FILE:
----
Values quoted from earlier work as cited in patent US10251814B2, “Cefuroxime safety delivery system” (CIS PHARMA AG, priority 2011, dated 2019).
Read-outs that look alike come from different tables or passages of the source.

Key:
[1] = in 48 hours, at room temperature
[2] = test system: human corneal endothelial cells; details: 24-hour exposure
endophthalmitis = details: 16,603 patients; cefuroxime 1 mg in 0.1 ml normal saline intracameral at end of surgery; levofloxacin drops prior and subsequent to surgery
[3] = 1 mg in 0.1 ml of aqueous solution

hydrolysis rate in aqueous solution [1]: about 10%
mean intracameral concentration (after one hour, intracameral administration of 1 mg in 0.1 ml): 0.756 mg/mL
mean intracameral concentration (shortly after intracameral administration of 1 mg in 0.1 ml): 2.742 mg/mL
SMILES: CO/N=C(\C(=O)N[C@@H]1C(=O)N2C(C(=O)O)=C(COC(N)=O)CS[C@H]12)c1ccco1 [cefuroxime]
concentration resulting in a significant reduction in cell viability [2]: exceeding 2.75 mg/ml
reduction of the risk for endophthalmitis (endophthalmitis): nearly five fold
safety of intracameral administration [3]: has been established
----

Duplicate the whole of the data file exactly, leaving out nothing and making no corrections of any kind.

Values quoted from earlier work as cited in patent US10251814B2, “Cefuroxime safety delivery system” (CIS PHARMA AG, priority 2011, dated 2019).
Read-outs that look alike come from different tables or passages of the source.

Key:
[1] = in 48 hours, at room temperature
[2] = test system: human corneal endothelial cells; details: 24-hour exposure
endophthalmitis = details: 16,603 patients; cefuroxime 1 mg in 0.1 ml normal saline intracameral at end of surgery; levofloxacin drops prior and subsequent to surgery
[3] = 1 mg in 0.1 ml of aqueous solution

hydrolysis rate in aqueous solution [1]: about 10%
mean intracameral concentration (after one hour, intracameral administration of 1 mg in 0.1 ml): 0.756 mg/mL
mean intracameral concentration (shortly after intracameral administration of 1 mg in 0.1 ml): 2.742 mg/mL
SMILES: CO/N=C(\C(=O)N[C@@H]1C(=O)N2C(C(=O)O)=C(COC(N)=O)CS[C@H]12)c1ccco1 [cefuroxime]
concentration resulting in a significant reduction in cell viability [2]: exceeding 2.75 mg/ml
reduction of the risk for endophthalmitis (endophthalmitis): nearly five fold
safety of intracameral administration [3]: has been established